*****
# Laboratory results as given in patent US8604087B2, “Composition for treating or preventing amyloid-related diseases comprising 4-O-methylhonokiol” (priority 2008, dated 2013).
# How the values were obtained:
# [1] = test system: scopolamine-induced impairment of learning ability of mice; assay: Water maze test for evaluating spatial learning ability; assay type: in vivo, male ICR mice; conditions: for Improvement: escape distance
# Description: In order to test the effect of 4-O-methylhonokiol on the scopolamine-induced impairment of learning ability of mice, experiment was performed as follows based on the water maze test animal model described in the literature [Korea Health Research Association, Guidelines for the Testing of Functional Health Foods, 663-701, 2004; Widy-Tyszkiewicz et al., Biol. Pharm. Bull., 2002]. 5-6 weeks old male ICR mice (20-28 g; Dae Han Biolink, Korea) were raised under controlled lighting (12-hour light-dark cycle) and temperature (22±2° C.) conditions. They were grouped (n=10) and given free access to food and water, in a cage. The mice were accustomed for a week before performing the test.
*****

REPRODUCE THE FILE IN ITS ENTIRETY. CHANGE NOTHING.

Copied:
# Laboratory results as given in patent US8604087B2, “Composition for treating or preventing amyloid-related diseases comprising 4-O-methylhonokiol” (priority 2008, dated 2013).
# How the values were obtained:
# [1] = test system: scopolamine-induced impairment of learning ability of mice; assay: Water maze test for evaluating spatial learning ability; assay type: in vivo, male ICR mice; conditions: for Improvement: escape distance
# Description: In order to test the effect of 4-O-methylhonokiol on the scopolamine-induced impairment of learning ability of mice, experiment was performed as follows based on the water maze test animal model described in the literature [Korea Health Research Association, Guidelines for the Testing of Functional Health Foods, 663-701, 2004; Widy-Tyszkiewicz et al., Biol. Pharm. Bull., 2002]. 5-6 weeks old male ICR mice (20-28 g; Dae Han Biolink, Korea) were raised under controlled lighting (12-hour light-dark cycle) and temperature (22±2° C.) conditions. They were grouped (n=10) and given free access to food and water, in a cage. The mice were accustomed for a week before performing the test.